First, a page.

In “The One-Hour Sales Manager” I shared a list of all the things I’d like to have in a manager. I created that list in my last hour before taking the helm as VP of Sales. Interestingly I named both “praise” and “recognition” on a short list of seven words.

Is there a difference between praise and recognition? It was funny to see hanging on my wall each day, and while I would sum them both up today as “appreciation,” I came to differentiate recognition in my mind as things I can do publically to provide “status” as a reward for good salesmanship.

Public recognition does more than just make a rep blush, it sets the standard by which all reps will seek to perform. It also helps identify who the future leaders of the sales organization will be, leaving few surprises and greasing the skids for acceptance of those leaders when promotions are made.

Here are a few ways I’ve recognized star performers:

  • I published a monthly wrap-up of sales performance which the entire sales organization read, plus all company managers. It was a simple email narrative with an attached graph of our key metrics. All reps with 100% to goal or higher were featured as a bullet in the narrative. I used the opportunity to say more than how Patty crushed her goal, I described what habits or techniques made her specifically successful that month. That’s a lot of work. But it was among the most important tasks I did every month.
  • We had an awards night at our annual sales conference. Picture your average sales awards night on steroids. It was a very big deal to win Regional MVP, Top Rep, Rookie of the Year, and so on. I required each presenter to submit a draft of their award speech to make sure that nearly everyone in the room would pretty much cry during every speech. Most companies just want that ceremony to end so they can get to the bar but we could have gone all night recognizing our stars. We didn’t give away trips or cars or big bonuses; we just talked from the heart and gave people the proudest moments of their lives. And then we went to the bar.
  • I followed a strict policy of promoting from within. I found this to be the most sincere form of recognition and while we had a lot of on-the-job-training as a result, that policy more than paid off in respect and loyalty to managers because reps knew they had earned their promotions, as well as motivational fuel and retention from our young reps with ambition.
  • Every once in a while we found a nice professional development opportunity for our staff. Rather than send the entire team, we invested in top performers to attend the event and come back and lead the entire staff in a summarized session in their own words.  Not only did I get an opportunity to recognize reps, our team got the personalized version of a what might have been a generic message.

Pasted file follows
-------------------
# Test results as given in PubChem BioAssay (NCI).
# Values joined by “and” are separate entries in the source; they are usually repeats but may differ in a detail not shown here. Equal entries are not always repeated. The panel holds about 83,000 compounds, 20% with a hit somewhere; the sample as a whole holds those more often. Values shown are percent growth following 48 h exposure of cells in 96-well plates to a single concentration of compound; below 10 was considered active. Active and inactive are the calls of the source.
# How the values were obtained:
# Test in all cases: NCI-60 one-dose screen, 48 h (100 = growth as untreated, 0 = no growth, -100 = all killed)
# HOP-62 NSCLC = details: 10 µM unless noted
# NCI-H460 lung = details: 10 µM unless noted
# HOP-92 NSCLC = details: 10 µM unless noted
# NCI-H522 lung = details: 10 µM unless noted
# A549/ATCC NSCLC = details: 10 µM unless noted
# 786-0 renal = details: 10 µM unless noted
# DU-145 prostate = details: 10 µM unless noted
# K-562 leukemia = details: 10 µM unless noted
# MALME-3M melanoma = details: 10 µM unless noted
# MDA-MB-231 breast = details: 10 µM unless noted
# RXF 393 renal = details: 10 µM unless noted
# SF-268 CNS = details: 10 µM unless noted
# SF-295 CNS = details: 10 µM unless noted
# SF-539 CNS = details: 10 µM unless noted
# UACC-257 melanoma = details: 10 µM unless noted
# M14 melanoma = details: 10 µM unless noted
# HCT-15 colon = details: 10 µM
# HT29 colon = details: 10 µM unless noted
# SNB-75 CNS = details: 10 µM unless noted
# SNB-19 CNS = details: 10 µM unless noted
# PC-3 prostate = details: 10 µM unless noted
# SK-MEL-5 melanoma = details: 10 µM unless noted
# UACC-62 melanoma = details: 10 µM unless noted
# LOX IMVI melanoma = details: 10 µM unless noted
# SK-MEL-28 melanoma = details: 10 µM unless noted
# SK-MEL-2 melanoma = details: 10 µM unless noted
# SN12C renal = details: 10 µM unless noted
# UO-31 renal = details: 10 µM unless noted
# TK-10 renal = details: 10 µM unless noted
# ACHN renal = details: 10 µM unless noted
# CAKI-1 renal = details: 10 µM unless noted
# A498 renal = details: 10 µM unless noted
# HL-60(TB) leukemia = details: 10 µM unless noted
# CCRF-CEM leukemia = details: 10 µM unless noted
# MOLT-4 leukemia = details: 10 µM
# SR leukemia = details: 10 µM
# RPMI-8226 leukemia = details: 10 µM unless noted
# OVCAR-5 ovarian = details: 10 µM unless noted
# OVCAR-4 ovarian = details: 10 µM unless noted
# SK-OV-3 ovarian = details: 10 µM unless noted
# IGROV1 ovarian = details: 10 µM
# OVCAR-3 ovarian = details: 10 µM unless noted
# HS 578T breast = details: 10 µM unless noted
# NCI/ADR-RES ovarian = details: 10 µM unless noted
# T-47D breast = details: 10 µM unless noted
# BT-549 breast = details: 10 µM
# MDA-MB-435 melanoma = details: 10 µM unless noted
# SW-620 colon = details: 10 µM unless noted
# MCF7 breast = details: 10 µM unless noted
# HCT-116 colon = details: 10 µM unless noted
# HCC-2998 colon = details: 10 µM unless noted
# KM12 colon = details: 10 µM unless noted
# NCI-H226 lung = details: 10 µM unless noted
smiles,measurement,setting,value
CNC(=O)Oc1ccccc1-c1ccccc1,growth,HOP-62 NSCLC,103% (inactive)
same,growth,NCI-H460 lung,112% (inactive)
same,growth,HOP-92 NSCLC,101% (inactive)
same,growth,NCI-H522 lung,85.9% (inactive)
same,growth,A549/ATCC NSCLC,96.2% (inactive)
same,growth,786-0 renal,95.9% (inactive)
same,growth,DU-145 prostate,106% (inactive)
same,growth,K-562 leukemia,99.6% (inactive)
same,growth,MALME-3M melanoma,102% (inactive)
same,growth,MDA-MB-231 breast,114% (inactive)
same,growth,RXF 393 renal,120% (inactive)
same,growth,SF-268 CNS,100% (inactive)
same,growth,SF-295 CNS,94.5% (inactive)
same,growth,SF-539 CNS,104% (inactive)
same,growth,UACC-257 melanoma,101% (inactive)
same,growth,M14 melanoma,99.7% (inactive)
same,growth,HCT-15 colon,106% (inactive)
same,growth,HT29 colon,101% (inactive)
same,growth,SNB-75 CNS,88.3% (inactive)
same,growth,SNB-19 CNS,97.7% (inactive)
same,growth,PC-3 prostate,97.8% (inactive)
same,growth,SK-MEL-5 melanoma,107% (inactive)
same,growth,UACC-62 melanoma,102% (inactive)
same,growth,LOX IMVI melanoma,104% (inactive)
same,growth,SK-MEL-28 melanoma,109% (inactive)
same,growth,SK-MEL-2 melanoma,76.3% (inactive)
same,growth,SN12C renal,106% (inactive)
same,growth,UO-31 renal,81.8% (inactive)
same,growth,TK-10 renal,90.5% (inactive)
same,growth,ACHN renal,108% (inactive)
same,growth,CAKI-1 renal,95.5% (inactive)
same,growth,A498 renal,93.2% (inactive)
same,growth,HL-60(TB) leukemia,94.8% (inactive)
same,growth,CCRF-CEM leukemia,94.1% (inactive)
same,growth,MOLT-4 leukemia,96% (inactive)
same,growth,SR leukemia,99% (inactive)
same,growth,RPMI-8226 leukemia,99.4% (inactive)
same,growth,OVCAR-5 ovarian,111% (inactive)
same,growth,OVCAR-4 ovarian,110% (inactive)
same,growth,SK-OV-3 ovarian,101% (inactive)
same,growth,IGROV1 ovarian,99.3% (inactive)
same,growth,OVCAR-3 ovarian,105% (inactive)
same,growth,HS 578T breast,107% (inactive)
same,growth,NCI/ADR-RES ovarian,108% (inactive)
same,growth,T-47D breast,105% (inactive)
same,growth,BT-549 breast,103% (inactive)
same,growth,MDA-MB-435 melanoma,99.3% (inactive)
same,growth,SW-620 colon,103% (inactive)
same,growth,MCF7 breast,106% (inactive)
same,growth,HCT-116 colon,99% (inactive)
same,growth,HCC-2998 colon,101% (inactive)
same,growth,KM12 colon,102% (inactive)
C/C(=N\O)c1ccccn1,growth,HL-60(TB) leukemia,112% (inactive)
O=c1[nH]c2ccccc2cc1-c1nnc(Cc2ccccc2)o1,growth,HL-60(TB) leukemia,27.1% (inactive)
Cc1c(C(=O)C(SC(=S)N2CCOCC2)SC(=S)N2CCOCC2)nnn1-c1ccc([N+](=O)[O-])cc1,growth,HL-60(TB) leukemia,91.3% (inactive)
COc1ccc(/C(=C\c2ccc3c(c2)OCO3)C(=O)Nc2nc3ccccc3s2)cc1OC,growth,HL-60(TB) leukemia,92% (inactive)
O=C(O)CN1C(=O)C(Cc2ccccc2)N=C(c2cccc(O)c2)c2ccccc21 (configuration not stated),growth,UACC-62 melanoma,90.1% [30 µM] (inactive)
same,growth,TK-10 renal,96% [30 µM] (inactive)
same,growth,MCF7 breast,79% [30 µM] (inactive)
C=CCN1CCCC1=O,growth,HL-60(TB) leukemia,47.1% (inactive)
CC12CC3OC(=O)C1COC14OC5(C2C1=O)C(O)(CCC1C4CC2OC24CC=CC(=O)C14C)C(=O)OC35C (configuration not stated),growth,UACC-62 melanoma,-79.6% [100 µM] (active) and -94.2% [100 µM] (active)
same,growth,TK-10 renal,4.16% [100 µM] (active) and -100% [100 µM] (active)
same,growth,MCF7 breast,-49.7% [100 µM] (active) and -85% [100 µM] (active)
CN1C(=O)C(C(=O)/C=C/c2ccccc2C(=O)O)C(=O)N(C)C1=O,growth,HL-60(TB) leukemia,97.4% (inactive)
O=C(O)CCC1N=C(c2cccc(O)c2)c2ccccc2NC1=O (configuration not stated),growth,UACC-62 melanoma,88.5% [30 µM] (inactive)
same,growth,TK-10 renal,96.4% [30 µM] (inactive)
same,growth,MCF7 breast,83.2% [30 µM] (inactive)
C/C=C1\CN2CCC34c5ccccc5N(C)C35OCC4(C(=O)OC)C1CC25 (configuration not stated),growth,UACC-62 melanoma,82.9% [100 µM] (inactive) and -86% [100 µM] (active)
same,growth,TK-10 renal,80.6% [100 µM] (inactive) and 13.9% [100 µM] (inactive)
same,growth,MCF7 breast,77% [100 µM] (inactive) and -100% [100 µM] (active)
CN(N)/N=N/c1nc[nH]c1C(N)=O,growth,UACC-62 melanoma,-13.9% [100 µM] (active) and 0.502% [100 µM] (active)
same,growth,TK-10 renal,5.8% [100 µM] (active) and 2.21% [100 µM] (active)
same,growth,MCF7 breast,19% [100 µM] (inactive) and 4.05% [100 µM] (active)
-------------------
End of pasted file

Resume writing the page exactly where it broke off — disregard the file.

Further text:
• Also on the PD theme, our rock stars were heavily involved in planning and putting on our annual Sales Conference. It was terrific to share some of the workload with people who were thrilled to be asked to help.
  • We developed “Team Lead” positions inside of even small departments. I didn’t even always have a budget to pay the Team Lead more than their peers, but in a high-growth environment the opportunity for a real promotion was likely to present itself sooner or later, and reps showed enthusiasm and pride for this honor by stepping it up to train and support their peers.

On top of these more formal ideas, you can build a culture of recognition by marking the moment in some small way when your team closes a sale, opens a new district, sets an appointment, or hits their daily call count. It’s fun to ring a bell or join in a line dance at the end of a great day! Bigger milestones like launching your 500th school site or making quarterly goal should have correspondingly bigger celebrations. Pull a prank on your good-natured CEO, play 9 holes of putt-putt between the cubicles, head off-site for a toast, or give a small trinket to every employee to remind them the rewards of hard work. These are the ties that bind.

Never look at time you spend on recognition as time that could be better spent growing the business. Recognition will grow your business faster than any other method you could choose!

2 thoughts on “Ways to Recognize Star Performers

Leave a Reply

Your email address will not be published. Required fields are marked *